In this lecture I will consider women’s changing role in post-war Britain. I will focus on women’s changing employment patterns and working lives, and discuss the reasons for these. I will also examine women’s participation in, and instigation of, labour activism and the reasons for this. I will suggest that women acted as agents of change in a number of ways. First, as mothers, they used their earnings to help children remain in education and thus help to explain why their children’s generation experienced greater levels of upward social mobility. Second, as workers within the welfare state, they helped to shape post-war state provision primarily, but not exclusively, as teachers. Third, younger women played a crucial role in white-collar labour activism. In this way, they challenge the stereotype of white-collar workers as experiencing “embourgoisement” or being deferential in and beyond the workplace. Their militancy testifies to a new sense of political and social entitlement imbued by the welfare state.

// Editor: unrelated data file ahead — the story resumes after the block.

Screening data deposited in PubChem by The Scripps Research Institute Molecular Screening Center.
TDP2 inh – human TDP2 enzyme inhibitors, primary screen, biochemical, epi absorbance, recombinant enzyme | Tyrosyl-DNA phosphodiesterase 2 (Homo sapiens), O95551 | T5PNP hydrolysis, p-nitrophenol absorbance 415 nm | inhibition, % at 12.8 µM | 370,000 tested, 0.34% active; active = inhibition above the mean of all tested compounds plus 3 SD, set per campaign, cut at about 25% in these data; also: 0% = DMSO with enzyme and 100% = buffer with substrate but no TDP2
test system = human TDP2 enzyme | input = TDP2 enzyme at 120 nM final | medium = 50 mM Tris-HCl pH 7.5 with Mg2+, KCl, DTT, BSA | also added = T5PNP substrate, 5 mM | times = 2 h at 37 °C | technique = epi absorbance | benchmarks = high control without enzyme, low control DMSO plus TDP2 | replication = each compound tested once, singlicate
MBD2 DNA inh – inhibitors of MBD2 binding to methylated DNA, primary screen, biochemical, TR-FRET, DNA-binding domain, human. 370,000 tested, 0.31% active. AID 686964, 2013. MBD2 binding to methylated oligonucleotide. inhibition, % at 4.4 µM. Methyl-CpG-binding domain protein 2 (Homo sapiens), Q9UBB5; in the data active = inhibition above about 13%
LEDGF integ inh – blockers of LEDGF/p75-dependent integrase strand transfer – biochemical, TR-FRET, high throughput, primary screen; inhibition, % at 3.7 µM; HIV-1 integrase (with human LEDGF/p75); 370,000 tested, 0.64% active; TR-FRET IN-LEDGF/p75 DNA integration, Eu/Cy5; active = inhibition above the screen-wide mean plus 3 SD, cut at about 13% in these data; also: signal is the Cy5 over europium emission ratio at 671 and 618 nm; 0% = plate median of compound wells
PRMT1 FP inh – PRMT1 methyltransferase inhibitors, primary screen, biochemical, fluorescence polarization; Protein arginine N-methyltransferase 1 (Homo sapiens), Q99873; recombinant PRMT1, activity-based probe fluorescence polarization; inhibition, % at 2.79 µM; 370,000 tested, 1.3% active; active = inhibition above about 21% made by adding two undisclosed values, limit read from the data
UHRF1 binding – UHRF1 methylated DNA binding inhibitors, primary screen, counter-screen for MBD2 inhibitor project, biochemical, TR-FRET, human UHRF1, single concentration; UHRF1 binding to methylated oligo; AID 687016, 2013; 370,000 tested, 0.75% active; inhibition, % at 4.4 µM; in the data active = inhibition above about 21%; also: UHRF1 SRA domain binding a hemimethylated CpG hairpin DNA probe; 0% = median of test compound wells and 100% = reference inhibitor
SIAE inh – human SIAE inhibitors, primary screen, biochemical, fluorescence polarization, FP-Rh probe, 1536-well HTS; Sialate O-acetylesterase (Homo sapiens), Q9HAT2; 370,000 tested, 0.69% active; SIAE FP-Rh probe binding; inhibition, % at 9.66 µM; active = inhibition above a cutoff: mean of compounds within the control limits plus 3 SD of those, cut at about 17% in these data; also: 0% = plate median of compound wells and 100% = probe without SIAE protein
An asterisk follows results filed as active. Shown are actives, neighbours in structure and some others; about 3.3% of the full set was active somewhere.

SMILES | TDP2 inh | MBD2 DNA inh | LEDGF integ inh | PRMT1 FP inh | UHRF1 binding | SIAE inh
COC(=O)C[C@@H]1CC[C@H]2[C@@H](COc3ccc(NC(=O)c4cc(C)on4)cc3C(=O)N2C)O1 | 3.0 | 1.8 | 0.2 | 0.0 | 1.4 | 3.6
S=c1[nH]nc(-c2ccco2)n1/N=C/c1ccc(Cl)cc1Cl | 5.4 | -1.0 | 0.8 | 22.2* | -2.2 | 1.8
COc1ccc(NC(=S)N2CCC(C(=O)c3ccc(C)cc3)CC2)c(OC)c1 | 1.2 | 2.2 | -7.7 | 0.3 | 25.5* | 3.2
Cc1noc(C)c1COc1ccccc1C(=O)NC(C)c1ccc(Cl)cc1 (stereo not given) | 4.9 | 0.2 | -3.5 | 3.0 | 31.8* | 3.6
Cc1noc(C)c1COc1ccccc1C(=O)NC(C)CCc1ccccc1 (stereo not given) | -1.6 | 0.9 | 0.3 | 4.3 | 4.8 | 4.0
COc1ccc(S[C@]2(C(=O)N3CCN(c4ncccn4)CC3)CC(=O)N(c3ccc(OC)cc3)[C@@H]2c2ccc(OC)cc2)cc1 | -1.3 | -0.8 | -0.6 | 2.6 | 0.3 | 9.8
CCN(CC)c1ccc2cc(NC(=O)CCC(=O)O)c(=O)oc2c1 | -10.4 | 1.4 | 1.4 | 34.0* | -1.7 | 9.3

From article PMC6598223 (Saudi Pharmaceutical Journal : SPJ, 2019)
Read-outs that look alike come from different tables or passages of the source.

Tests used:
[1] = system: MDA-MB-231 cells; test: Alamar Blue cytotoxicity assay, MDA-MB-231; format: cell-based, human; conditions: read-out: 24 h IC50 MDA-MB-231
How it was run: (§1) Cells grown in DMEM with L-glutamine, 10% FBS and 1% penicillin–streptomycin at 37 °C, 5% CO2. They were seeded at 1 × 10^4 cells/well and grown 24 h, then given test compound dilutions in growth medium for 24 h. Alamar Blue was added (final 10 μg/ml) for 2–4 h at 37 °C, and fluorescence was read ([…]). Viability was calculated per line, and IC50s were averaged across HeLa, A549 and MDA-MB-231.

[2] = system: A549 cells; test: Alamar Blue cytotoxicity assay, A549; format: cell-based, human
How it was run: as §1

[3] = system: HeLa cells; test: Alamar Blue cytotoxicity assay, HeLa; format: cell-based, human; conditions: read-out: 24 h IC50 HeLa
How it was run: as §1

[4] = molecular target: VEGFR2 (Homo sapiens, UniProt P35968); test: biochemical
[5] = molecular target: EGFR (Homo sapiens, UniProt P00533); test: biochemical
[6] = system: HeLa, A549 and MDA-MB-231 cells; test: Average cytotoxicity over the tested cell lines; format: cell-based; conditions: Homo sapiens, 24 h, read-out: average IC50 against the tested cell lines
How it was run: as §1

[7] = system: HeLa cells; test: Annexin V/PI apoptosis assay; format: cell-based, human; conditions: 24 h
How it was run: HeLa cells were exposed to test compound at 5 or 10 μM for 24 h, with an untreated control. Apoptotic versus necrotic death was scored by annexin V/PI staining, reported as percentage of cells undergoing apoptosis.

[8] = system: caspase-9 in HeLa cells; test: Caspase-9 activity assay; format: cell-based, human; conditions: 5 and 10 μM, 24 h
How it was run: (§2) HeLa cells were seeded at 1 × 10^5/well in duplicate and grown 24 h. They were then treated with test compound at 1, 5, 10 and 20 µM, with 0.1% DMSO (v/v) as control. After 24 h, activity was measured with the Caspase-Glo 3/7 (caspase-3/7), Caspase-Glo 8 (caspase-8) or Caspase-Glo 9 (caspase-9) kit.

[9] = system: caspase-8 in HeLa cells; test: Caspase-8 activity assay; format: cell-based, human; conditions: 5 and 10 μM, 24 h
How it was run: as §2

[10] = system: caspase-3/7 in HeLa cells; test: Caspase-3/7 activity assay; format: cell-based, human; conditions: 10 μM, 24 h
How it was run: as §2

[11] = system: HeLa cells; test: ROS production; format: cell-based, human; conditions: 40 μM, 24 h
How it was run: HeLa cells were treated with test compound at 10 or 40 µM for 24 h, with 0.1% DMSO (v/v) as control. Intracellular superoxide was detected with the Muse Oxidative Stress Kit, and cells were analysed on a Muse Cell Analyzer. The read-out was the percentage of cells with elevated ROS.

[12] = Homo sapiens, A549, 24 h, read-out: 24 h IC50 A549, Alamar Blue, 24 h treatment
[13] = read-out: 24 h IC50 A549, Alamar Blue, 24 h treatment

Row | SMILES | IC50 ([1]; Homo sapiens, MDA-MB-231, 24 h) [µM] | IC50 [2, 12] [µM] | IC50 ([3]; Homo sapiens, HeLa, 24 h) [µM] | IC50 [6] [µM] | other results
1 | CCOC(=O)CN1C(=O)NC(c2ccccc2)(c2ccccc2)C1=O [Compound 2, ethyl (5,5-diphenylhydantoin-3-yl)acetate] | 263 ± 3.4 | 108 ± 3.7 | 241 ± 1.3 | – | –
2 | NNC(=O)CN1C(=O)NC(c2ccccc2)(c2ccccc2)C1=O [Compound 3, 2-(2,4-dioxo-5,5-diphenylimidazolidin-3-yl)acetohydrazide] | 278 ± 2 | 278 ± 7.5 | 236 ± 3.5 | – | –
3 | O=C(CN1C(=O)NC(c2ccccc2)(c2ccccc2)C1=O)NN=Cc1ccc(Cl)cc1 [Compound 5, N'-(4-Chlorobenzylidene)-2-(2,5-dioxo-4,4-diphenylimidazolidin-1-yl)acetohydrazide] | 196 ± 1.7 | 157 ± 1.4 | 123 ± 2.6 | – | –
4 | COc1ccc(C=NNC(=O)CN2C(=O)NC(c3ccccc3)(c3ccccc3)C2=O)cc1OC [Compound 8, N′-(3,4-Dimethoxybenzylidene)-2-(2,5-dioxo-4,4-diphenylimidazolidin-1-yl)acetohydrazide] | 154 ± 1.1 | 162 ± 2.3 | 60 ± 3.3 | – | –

Selina Todd is Professor of Modern History at the University of Oxford, UK. Her publications include three books: Young Women, Work, and Family in England 1918–1950 (Oxford 2005), which won the Women’s History Network Book Prize; The People: The Rise and Fall of the Working Class 1910–2010 (London 2014), which was shortlisted for Political History Book of the Year and has been translated into Korean, Japanese, Catalan and Spanish; and Tastes of Honey: The Making of Shelagh Delaney and a Cultural Revolution (London 2019). She is currently finishing a history of social mobility in modern Britain, which will be published in 2020.